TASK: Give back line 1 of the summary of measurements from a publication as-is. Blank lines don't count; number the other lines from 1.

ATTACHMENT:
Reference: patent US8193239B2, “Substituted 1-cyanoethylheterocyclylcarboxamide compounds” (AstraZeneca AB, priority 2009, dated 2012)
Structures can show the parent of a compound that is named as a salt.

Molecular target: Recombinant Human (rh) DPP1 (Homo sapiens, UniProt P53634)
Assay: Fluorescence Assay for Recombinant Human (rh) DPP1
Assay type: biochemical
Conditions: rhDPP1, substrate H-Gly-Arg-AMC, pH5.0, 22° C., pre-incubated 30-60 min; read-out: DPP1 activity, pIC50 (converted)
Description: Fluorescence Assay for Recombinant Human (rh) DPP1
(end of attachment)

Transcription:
Reference: patent US8193239B2, “Substituted 1-cyanoethylheterocyclylcarboxamide compounds” (AstraZeneca AB, priority 2009, dated 2012)